Women who became first-time mothers during their teenage years may be significantly more likely than older mothers to have greater risks for heart and blood vessel diseases later in life, according to new research. The findings showed that women reporting a first birth before the age of 20 scored significantly higher on “Framingham Risk Score” — a measure commonly used to estimate the 10-year cardiovascular risk. Conversely, women whose first births occurred at older ages had lower average risk scores. The lowest cardiovascular risk, however, was among women who had never given birth, the researchers said.
“Adolescent mothers may need to be more careful about lifestyle factors that increase the risk of cardiovascular disease, including maintaining a healthy body weight and sufficient physical activity,” said lead author Catherine Pirkle, assistant professor at the University of Hawaii. “Clinicians may need to pay more careful attention to women’s reproductive characteristics, and more intensive screening of cardiovascular-disease risk may be required of women reporting early childbirths.” For the study, detailed in the Journal of the American Heart Association, the team examined 1,047 women between the ages of 65 and 74 and were from Canada, Albania, Colombia and Brazil.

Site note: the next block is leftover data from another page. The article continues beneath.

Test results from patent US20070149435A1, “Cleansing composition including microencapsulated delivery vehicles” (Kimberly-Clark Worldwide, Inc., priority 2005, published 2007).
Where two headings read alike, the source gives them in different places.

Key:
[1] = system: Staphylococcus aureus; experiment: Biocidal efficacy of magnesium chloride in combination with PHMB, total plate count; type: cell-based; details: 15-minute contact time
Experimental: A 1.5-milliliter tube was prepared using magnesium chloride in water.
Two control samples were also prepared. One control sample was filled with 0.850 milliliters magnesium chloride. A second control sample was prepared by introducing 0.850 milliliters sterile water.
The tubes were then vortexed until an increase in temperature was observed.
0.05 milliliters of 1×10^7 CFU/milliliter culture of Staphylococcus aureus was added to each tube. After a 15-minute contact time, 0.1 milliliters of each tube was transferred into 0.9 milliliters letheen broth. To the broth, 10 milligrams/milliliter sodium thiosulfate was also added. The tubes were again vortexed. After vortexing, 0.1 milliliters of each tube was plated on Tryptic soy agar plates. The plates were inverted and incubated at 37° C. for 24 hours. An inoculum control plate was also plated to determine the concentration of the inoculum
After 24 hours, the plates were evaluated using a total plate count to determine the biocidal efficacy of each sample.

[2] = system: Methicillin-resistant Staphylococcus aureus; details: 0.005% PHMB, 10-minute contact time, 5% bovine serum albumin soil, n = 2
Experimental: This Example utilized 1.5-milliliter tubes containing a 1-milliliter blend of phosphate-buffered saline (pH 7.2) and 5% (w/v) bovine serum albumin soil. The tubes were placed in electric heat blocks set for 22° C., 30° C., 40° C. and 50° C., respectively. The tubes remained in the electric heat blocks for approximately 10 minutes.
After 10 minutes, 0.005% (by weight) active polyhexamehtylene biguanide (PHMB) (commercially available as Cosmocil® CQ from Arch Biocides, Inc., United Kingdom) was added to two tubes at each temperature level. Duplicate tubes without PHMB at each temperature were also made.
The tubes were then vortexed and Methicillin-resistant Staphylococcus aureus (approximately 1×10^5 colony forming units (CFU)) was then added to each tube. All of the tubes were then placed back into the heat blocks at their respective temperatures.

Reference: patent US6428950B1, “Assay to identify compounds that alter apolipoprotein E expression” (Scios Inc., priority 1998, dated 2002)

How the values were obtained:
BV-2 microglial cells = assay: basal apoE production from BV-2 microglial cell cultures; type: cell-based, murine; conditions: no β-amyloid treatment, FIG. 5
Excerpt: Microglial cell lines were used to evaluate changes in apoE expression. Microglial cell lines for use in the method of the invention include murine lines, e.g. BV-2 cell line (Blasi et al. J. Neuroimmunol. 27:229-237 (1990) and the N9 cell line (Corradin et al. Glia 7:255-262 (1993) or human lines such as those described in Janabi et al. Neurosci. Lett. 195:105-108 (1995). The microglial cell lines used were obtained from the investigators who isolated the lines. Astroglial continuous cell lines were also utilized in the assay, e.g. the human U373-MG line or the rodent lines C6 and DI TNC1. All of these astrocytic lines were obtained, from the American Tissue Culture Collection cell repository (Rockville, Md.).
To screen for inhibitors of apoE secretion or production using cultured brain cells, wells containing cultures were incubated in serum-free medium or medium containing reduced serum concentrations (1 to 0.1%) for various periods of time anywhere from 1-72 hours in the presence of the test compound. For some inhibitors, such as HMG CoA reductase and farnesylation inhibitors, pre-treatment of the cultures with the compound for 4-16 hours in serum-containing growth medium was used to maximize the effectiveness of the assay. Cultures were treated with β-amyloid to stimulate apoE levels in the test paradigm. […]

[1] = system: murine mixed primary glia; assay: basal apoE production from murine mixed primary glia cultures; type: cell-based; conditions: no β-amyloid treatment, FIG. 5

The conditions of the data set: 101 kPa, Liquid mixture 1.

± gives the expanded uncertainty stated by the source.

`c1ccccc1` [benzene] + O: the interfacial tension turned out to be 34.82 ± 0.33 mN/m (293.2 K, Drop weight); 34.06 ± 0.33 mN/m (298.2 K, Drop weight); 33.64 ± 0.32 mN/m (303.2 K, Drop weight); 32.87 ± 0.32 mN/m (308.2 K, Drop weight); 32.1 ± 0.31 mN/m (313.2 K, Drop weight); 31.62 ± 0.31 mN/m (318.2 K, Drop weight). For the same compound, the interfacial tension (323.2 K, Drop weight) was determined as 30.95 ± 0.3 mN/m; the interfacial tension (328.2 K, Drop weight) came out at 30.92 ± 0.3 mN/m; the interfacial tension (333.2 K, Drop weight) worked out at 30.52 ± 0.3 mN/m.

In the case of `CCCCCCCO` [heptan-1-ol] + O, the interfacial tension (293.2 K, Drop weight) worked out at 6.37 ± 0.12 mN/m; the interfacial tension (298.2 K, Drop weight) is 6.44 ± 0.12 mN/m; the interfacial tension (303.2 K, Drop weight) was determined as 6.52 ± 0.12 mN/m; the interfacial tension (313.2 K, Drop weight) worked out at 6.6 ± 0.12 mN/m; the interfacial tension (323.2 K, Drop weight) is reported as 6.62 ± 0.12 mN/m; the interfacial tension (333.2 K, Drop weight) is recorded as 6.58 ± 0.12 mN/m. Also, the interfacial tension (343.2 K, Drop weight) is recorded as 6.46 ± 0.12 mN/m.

However, the findings must be confirmed because this study relied on self-reports of childbirth history which could be affected by memory loss in this older population even though participants were screened for dementia. In addition, many young mothers from the poorer countries may not have survived to the ages of 64-75 years represented in the study, limiting the strength of the results, the researchers said. “If adolescent childbirth increases the risk of cardiovascular disease risk, then our findings reinforce the need to assure that girls and adolescents have sufficient sexual education and access to contraception to avoid adolescent childbearing in the first place,” Pirkle said.